International Science in the National Interest


Committee on Opportunities and Challenges for
International Science at the U.S. Geological Survey

Board on Earth Sciences and Resources

Division on Earth and Life Studies



Washington, D.C.

The National Academies of Sciences, Engineering, and Medicine
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Committee on Opportunities and Challenges for International Science at the U.S. Geological Survey Board on Earth Sciences and Resources Division on Earth and Life Studies THE NATIONAL ACADEMIES PRESS Washington, D.C.

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THE NATIONAL ACADEMIES PRESS • 500 Fifth Street, NW • Washington, DC 20001 NOTICE: The project that is the subject of this report was approved by the Governing Board of the National Research Council, whose members are drawn from the councils of the National Academy of Sciences, the National Academy of Engineering, and the Institute of Medicine. The members of the committee responsible for the report were chosen for their special competences and with regard for appropriate balance. This study was supported by the U.S. Geological Survey under contract No. G10AC00538. The opinions, findings, and conclusions or recommendations contained in this document are those of the authors and do not necessarily reflect the views of the sponsor. International Standard Book Number-13: 978-0-309-22449-9 International Standard Book Number-10: 0-309-22449-7 Additional copies of this report are available from the National Academies Press, 500 Fifth Street, NW, Keck 360, Washington, DC 20001; (800) 624-6242 or (202) 334-3313, Cover: The cover shows several examples of global scientific research conducted by the USGS and a comple- mentary domestic science issue that the global research helps to inform. Design by Anne Rogers. Copyright 2012 by the National Academy of Sciences. All rights reserved. Printed in the United States of America.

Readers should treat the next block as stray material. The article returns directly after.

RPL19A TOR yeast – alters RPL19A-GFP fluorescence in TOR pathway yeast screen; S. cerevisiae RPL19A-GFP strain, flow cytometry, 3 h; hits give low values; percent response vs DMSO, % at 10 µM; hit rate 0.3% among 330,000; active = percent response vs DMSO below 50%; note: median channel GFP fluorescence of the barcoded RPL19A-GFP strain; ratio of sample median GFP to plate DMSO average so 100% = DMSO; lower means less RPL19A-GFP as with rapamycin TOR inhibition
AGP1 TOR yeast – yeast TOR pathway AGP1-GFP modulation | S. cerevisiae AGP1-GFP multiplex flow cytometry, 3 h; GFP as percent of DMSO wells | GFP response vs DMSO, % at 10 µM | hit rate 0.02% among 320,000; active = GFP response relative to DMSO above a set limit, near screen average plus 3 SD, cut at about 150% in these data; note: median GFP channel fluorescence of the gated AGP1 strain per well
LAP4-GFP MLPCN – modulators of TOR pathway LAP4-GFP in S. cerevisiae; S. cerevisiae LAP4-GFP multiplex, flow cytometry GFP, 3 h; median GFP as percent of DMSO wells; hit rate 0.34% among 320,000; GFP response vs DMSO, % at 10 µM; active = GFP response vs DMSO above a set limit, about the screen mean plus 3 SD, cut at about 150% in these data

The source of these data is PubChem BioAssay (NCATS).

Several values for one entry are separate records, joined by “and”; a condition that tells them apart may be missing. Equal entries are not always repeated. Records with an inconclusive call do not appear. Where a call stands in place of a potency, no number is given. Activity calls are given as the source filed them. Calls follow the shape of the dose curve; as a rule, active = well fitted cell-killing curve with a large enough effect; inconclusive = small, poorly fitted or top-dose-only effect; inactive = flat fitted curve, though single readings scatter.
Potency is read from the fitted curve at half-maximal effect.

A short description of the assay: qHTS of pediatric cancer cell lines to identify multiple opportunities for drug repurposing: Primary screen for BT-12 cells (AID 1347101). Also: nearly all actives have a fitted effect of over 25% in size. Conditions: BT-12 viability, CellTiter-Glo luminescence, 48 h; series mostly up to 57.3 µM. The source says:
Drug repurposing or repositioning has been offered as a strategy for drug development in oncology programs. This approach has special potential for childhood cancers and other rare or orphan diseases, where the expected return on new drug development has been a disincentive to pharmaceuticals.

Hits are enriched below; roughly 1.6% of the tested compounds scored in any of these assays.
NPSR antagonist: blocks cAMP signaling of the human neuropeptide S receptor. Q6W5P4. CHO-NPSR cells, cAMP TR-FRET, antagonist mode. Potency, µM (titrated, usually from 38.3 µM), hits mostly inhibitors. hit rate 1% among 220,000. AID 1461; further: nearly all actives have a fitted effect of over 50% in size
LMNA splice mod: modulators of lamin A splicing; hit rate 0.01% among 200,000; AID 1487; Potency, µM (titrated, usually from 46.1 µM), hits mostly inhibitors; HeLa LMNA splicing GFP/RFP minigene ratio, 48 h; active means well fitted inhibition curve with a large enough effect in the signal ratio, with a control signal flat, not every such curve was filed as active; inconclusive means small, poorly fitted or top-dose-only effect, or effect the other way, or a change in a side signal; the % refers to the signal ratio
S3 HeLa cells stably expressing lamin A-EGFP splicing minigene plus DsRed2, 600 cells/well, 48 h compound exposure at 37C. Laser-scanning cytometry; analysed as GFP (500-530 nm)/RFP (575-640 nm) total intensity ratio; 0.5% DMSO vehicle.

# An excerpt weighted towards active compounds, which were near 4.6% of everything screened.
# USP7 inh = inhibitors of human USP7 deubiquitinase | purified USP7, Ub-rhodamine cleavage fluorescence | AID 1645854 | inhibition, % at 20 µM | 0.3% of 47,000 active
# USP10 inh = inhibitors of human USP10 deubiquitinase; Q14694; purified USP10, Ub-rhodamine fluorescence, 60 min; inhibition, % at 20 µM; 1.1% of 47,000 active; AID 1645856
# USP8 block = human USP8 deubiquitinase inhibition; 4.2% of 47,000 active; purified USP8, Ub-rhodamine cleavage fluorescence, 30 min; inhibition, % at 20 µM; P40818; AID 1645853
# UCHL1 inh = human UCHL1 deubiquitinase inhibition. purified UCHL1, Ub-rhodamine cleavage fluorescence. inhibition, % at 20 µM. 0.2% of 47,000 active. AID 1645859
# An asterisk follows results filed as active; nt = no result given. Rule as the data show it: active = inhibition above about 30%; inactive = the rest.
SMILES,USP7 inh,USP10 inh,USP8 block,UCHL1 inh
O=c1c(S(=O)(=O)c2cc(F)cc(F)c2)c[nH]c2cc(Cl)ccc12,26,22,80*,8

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The National Academy of Sciences is a private, nonprofit, self-perpetuating society of distinguished scholars engaged in scientific and engineering research, dedicated to the furtherance of science and technology and to their use for the general welfare. Upon the authority of the charter granted to it by the Congress in 1863, the Academy has a mandate that requires it to advise the federal government on scientific and technical matters. Dr. Ralph J. Cicerone is president of the National Academy of Sciences. The National Academy of Engineering was established in 1964, under the charter of the National Academy of Sciences, as a parallel organization of outstanding engineers. It is autonomous in its administration and in the selection of its members, sharing with the National Academy of Sciences the responsibility for advising the federal government. The National Academy of Engineering also sponsors engineering programs aimed at meeting national needs, encourages education and research, and recognizes the superior achievements of engineers. Dr. Charles M. Vest is president of the National Academy of Engineering. The Institute of Medicine was established in 1970 by the National Academy of Sciences to secure the services of eminent members of appropriate professions in the examination of policy matters pertaining to the health of the public. The Institute acts under the responsibility given to the Na- tional Academy of Sciences by its congressional charter to be an adviser to the federal government and, upon its own initiative, to identify issues of medical care, research, and education. Dr. Harvey V. Fineberg is president of the Institute of Medicine. The National Research Council was organized by the National Academy of Sciences in 1916 to associate the broad community of science and technology with the Academy’s purposes of furthering knowledge and advising the federal government. Functioning in accordance with general policies determined by the Academy, the Council has become the principal operating agency of both the National Academy of Sciences and the National Academy of Engineering in providing services to the government, the public, and the scientific and engineering communities. The Council is admin- istered jointly by both Academies and the Institute of Medicine. Dr. Ralph J. Cicerone and Dr. Charles M. Vest are chair and vice chair, respectively, of the National Research Council.